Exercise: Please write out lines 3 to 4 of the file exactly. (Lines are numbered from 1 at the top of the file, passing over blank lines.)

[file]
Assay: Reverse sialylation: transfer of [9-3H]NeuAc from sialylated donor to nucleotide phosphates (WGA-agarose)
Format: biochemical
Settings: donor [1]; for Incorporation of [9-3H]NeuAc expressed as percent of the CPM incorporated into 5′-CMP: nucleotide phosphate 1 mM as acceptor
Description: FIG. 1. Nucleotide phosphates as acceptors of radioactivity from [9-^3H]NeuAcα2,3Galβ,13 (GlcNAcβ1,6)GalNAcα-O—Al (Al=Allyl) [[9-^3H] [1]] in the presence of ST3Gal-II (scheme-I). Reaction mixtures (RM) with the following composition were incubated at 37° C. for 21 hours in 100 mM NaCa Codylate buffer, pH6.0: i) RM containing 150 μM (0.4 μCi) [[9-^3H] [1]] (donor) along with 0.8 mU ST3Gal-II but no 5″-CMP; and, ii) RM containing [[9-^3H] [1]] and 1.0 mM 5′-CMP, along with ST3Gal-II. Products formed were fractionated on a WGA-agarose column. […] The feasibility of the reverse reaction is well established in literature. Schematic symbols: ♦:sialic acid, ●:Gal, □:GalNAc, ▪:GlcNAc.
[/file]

Settings: donor [1]; for Incorporation of [9-3H]NeuAc expressed as percent of the CPM incorporated into 5′-CMP: nucleotide phosphate 1 mM as acceptor
Description: FIG. 1. Nucleotide phosphates as acceptors of radioactivity from [9-^3H]NeuAcα2,3Galβ,13 (GlcNAcβ1,6)GalNAcα-O—Al (Al=Allyl) [[9-^3H] [1]] in the presence of ST3Gal-II (scheme-I). Reaction mixtures (RM) with the following composition were incubated at 37° C. for 21 hours in 100 mM NaCa Codylate buffer, pH6.0: i) RM containing 150 μM (0.4 μCi) [[9-^3H] [1]] (donor) along with 0.8 mU ST3Gal-II but no 5″-CMP; and, ii) RM containing [[9-^3H] [1]] and 1.0 mM 5′-CMP, along with ST3Gal-II. Products formed were fractionated on a WGA-agarose column. […] The feasibility of the reverse reaction is well established in literature. Schematic symbols: ♦:sialic acid, ●:Gal, □:GalNAc, ▪:GlcNAc.